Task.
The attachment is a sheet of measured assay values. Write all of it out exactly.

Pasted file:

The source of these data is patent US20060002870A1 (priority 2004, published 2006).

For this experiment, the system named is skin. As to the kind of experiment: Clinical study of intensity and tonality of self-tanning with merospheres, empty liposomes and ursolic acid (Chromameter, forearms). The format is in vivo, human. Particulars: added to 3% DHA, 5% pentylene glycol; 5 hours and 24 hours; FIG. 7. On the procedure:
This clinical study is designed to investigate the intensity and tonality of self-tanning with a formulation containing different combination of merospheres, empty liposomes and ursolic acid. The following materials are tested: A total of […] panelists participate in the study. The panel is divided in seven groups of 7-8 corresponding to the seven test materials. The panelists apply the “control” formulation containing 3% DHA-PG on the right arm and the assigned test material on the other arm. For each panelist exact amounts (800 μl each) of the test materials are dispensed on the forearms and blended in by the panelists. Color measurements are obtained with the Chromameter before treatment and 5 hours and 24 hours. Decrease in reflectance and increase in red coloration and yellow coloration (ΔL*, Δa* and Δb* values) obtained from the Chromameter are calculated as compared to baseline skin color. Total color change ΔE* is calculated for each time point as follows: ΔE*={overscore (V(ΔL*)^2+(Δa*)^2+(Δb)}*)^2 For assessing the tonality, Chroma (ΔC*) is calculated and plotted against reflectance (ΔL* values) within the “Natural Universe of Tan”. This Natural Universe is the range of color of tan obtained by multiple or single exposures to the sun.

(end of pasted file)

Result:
The source of these data is patent US20060002870A1 (priority 2004, published 2006).

For this experiment, the system named is skin. As to the kind of experiment: Clinical study of intensity and tonality of self-tanning with merospheres, empty liposomes and ursolic acid (Chromameter, forearms). The format is in vivo, human. Particulars: added to 3% DHA, 5% pentylene glycol; 5 hours and 24 hours; FIG. 7. On the procedure:
This clinical study is designed to investigate the intensity and tonality of self-tanning with a formulation containing different combination of merospheres, empty liposomes and ursolic acid. The following materials are tested: A total of […] panelists participate in the study. The panel is divided in seven groups of 7-8 corresponding to the seven test materials. The panelists apply the “control” formulation containing 3% DHA-PG on the right arm and the assigned test material on the other arm. For each panelist exact amounts (800 μl each) of the test materials are dispensed on the forearms and blended in by the panelists. Color measurements are obtained with the Chromameter before treatment and 5 hours and 24 hours. Decrease in reflectance and increase in red coloration and yellow coloration (ΔL*, Δa* and Δb* values) obtained from the Chromameter are calculated as compared to baseline skin color. Total color change ΔE* is calculated for each time point as follows: ΔE*={overscore (V(ΔL*)^2+(Δa*)^2+(Δb)}*)^2 For assessing the tonality, Chroma (ΔC*) is calculated and plotted against reflectance (ΔL* values) within the “Natural Universe of Tan”. This Natural Universe is the range of color of tan obtained by multiple or single exposures to the sun.